Being: Chrisette Michele
In this exclusive interview series with Centric and EBONY, the singer talks about love, music, and of course, Donald Trump
Grammy winning singer Chrisette Michele first burst on the scene in 2006 when she added her jazzy vocals over Jay Z’s hit “Lost Ones.” The Long Island, New York native found herself alongside hip hop royalty once again when she was featured on Nas’ platinum album Hip Hop Is Dead. Working with legends straight out the gate set the stage for an extremely promising career that has only seemed to grow brighter over the years, especially now that Chrisette has launched her on record label, Rich Hipster.
But things haven’t been a bed of roses for the woman with the soulful voice. Though she’s found love with her manager Douglas “Biggs” Ellison, the pair’s initial relationship was split apart by rumors of embezzlement and a messy lawsuit. And while many were outraged by the 2016 presidential election results Chrisette Michele accepted an invitation to perform for President Trump, setting off a storm of criticism by many of her fans.
So what is it really like being Chrisette Michele right now?
What prompted you to appear on Being in the first place?
Chrisette Michele: They called and asked if I wanted to be on Being a while ago and I’ve actually been talking to BET and Centric about doing television with them. So this was an exciting opportunity to share my story and share what I’m doing now.
You’re pretty open about the things that you do, especially on social media, so why do you share so much about your life, career, and opinions on social?
Chrisette Michele: I came into the industry when social media was just starting; I was there for the launch of Twitter. So that was the beginning of my experience as an artist. A lot of what record labels began to do after that was social media based, so that was sort of my introduction into the industry. It was kind of what I knew as the music industry—you share, talk, interact and speak to people.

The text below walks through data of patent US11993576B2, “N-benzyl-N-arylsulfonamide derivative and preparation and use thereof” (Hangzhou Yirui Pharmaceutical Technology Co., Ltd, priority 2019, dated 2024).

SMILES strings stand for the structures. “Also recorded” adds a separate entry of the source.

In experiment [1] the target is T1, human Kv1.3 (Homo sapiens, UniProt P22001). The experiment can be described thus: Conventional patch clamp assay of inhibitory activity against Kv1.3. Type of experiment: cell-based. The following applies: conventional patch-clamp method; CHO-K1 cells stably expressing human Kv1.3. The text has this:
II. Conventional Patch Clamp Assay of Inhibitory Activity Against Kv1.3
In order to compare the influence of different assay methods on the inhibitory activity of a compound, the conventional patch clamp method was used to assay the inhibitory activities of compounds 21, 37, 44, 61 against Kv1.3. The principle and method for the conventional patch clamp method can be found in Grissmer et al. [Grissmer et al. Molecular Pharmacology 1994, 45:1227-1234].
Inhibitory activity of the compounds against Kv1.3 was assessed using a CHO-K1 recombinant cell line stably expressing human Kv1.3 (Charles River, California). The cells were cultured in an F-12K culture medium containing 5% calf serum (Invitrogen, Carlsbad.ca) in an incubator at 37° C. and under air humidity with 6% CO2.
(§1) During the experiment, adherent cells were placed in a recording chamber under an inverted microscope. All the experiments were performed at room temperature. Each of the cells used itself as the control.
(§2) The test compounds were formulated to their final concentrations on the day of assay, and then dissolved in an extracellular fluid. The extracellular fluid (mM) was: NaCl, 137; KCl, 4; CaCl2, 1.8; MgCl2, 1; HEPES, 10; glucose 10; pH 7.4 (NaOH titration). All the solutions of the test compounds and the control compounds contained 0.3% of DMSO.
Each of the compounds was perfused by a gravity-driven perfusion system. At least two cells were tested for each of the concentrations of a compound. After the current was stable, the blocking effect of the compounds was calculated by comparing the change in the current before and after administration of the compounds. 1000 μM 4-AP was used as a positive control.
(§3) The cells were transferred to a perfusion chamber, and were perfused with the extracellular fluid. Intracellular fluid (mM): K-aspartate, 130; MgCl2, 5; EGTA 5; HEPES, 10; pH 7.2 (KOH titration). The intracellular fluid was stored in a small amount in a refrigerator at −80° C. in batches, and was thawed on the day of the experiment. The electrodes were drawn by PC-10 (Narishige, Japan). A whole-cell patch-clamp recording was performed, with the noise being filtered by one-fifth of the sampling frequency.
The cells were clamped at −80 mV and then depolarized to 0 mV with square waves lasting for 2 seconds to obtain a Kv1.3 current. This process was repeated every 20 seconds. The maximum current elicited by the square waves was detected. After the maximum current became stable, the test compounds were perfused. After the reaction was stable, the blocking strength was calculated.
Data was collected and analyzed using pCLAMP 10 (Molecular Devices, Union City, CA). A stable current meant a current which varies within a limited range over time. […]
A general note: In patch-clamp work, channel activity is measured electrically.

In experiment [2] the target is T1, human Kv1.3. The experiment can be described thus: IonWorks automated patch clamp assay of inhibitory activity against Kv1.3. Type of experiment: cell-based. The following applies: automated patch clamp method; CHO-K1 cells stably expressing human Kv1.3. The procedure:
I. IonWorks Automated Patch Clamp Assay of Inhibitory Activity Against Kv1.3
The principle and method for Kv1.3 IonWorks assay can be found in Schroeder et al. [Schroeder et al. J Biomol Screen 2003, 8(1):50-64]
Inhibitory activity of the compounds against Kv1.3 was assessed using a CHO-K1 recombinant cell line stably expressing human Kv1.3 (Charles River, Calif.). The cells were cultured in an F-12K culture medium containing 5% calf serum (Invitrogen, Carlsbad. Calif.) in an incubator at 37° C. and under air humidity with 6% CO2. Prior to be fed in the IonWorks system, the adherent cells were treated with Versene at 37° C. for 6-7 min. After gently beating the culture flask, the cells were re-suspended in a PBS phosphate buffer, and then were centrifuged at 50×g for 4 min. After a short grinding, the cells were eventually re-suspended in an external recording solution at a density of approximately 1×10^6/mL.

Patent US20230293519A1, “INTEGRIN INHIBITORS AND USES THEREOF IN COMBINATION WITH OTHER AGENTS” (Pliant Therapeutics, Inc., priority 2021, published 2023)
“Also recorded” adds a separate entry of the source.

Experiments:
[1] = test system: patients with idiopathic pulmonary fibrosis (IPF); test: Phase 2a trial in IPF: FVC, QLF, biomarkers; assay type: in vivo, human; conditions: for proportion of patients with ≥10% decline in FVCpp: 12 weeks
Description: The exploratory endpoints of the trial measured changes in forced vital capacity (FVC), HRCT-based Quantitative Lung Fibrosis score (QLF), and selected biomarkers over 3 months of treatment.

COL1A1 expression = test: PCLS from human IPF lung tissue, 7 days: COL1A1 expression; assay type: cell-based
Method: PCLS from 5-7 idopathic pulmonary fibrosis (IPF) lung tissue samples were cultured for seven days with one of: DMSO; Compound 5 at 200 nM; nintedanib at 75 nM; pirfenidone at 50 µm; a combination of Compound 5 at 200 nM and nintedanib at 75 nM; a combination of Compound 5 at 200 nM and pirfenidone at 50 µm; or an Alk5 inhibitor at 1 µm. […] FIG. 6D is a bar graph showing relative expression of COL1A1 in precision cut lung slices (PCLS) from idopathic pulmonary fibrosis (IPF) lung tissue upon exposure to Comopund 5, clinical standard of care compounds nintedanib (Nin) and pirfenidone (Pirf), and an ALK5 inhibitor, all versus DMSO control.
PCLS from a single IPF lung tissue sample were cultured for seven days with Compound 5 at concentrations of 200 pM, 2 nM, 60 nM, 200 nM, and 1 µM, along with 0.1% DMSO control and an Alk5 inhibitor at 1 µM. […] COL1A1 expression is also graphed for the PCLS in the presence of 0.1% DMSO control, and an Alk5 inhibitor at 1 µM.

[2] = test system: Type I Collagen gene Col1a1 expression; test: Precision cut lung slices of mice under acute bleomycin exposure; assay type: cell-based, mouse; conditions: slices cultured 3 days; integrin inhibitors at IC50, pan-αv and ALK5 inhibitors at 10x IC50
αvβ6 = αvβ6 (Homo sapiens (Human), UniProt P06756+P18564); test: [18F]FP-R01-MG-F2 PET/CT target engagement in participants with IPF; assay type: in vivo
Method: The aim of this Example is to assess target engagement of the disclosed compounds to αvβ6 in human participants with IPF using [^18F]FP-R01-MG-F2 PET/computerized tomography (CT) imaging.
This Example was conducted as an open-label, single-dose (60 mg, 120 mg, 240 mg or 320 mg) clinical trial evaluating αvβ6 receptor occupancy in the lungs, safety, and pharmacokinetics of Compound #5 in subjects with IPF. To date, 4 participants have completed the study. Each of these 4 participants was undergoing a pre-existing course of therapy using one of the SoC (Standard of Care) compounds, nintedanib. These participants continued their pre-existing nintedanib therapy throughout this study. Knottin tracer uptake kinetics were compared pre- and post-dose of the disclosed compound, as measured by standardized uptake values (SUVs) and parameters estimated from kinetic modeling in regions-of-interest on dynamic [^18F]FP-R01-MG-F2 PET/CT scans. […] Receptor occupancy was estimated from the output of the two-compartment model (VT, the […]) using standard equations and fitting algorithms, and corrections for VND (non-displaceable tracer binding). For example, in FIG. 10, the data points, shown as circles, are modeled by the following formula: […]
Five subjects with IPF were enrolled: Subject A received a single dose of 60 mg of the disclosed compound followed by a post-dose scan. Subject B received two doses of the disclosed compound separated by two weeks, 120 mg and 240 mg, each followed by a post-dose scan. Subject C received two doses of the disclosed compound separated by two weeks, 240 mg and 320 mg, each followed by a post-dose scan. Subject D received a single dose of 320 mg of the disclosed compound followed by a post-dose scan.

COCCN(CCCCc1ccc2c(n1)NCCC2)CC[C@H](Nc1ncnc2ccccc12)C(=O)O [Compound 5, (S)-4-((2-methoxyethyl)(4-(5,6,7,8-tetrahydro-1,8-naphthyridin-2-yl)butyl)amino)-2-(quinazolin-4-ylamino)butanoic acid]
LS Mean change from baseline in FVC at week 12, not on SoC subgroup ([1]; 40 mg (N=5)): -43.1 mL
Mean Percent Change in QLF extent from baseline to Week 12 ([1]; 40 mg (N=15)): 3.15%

Do find that being so open is a distraction to your music? I’m thinking of the whole Trump controversy. That became the focus for some time versus your music.
Chrisette Michele: I think everybody in the industry has those types of distractions. You know, if somebody gets a butt job, all of a sudden we forget that they have a new single out, or if someone gets married we wonder if they’re going to do an album about marriage. I think people expect you to answer with your music.
With the Trump thing, I didn’t speak on social media about it at all. I took some time away—actually a month—and didn’t really say anything. For that particular experience it was a time where I was using my art and people wanted me to do more on social media and talk more. People felt like I didn’t share anything. So I don’t think [social media] was a factor at all; people just didn’t like where I sang.
Did you ever feel pressured not to perform at the inauguration? What made you stay in the lineup, because some people said they wouldn’t do it or even pulled out?
Chrisette Michele: When that all happened, firstly I was out of the country. A lot of the energy that was going on in the States I wasn’t physically a part of. But I rarely do things based on what everybody else is doing; I never have. But lastly, I sang a gospel song. And the song was about knowing that God is in control and knowing that at the end of the day what happens—whether I’m comfortable with it or not or afraid of it or not—that God is in control.
I thought that people would listen to the lyrics in the song. I thought that people would hear what I had to sing, but I don’t know that people were open to listening at a time like that. I didn’t know that nobody would listen to the song. Like you were saying, sometimes people don’t listen to the music and I don’t know if it’s a social media thing because I wasn’t on social media at the time. But I think when people have opinions; they’re not listening.